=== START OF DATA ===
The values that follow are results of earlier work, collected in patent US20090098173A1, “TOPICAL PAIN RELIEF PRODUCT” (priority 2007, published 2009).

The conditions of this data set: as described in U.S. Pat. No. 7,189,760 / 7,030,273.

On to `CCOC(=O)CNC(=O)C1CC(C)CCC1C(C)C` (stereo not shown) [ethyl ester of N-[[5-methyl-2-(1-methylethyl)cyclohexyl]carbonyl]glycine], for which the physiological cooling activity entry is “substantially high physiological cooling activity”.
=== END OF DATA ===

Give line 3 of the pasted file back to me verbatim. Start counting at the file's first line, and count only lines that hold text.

On to `CCOC(=O)CNC(=O)C1CC(C)CCC1C(C)C` (stereo not shown) [ethyl ester of N-[[5-methyl-2-(1-methylethyl)cyclohexyl]carbonyl]glycine], for which the physiological cooling activity entry is “substantially high physiological cooling activity”.